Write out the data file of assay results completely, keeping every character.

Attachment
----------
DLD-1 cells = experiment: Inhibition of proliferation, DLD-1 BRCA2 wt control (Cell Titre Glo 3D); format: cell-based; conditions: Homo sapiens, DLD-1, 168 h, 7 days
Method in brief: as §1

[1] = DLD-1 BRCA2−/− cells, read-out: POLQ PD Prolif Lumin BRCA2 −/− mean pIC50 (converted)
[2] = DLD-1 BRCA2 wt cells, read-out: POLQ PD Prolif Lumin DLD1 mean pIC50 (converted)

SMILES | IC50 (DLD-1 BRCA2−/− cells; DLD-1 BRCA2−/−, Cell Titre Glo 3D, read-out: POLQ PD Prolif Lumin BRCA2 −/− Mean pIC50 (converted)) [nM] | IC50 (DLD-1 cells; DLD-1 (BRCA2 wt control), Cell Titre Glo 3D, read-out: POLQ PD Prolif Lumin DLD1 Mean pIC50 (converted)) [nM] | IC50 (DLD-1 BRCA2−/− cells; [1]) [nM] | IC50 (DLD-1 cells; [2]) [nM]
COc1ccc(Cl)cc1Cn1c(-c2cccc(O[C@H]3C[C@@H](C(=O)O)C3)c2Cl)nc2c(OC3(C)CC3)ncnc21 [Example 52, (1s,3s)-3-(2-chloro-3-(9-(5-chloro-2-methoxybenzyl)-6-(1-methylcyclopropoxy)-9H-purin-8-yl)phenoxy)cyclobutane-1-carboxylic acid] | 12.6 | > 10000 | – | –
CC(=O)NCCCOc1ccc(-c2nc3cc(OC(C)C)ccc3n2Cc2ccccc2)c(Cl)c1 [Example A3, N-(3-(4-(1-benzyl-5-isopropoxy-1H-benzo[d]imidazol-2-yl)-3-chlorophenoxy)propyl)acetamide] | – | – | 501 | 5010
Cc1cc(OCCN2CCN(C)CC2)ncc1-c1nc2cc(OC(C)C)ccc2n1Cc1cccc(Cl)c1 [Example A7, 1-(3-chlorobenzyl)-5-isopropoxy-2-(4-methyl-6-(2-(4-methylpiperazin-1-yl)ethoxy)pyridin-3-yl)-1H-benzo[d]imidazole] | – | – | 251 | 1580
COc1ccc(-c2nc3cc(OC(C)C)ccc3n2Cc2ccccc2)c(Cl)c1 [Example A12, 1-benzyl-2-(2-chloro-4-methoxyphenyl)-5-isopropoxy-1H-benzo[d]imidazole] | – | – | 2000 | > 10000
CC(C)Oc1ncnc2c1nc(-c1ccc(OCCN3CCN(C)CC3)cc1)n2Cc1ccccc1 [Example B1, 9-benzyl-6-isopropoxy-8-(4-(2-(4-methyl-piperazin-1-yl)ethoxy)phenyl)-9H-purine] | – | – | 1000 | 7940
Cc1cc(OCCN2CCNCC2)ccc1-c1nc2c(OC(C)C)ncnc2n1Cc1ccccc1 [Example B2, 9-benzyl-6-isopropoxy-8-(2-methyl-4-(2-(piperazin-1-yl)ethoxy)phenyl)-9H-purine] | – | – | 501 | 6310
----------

DLD-1 cells = experiment: Inhibition of proliferation, DLD-1 BRCA2 wt control (Cell Titre Glo 3D); format: cell-based; conditions: Homo sapiens, DLD-1, 168 h, 7 days
Method in brief: as §1

[1] = DLD-1 BRCA2−/− cells, read-out: POLQ PD Prolif Lumin BRCA2 −/− mean pIC50 (converted)
[2] = DLD-1 BRCA2 wt cells, read-out: POLQ PD Prolif Lumin DLD1 mean pIC50 (converted)

SMILES | IC50 (DLD-1 BRCA2−/− cells; DLD-1 BRCA2−/−, Cell Titre Glo 3D, read-out: POLQ PD Prolif Lumin BRCA2 −/− Mean pIC50 (converted)) [nM] | IC50 (DLD-1 cells; DLD-1 (BRCA2 wt control), Cell Titre Glo 3D, read-out: POLQ PD Prolif Lumin DLD1 Mean pIC50 (converted)) [nM] | IC50 (DLD-1 BRCA2−/− cells; [1]) [nM] | IC50 (DLD-1 cells; [2]) [nM]
COc1ccc(Cl)cc1Cn1c(-c2cccc(O[C@H]3C[C@@H](C(=O)O)C3)c2Cl)nc2c(OC3(C)CC3)ncnc21 [Example 52, (1s,3s)-3-(2-chloro-3-(9-(5-chloro-2-methoxybenzyl)-6-(1-methylcyclopropoxy)-9H-purin-8-yl)phenoxy)cyclobutane-1-carboxylic acid] | 12.6 | > 10000 | – | –
CC(=O)NCCCOc1ccc(-c2nc3cc(OC(C)C)ccc3n2Cc2ccccc2)c(Cl)c1 [Example A3, N-(3-(4-(1-benzyl-5-isopropoxy-1H-benzo[d]imidazol-2-yl)-3-chlorophenoxy)propyl)acetamide] | – | – | 501 | 5010
Cc1cc(OCCN2CCN(C)CC2)ncc1-c1nc2cc(OC(C)C)ccc2n1Cc1cccc(Cl)c1 [Example A7, 1-(3-chlorobenzyl)-5-isopropoxy-2-(4-methyl-6-(2-(4-methylpiperazin-1-yl)ethoxy)pyridin-3-yl)-1H-benzo[d]imidazole] | – | – | 251 | 1580
COc1ccc(-c2nc3cc(OC(C)C)ccc3n2Cc2ccccc2)c(Cl)c1 [Example A12, 1-benzyl-2-(2-chloro-4-methoxyphenyl)-5-isopropoxy-1H-benzo[d]imidazole] | – | – | 2000 | > 10000
CC(C)Oc1ncnc2c1nc(-c1ccc(OCCN3CCN(C)CC3)cc1)n2Cc1ccccc1 [Example B1, 9-benzyl-6-isopropoxy-8-(4-(2-(4-methyl-piperazin-1-yl)ethoxy)phenyl)-9H-purine] | – | – | 1000 | 7940
Cc1cc(OCCN2CCNCC2)ccc1-c1nc2c(OC(C)C)ncnc2n1Cc1ccccc1 [Example B2, 9-benzyl-6-isopropoxy-8-(2-methyl-4-(2-(piperazin-1-yl)ethoxy)phenyl)-9H-purine] | – | – | 501 | 6310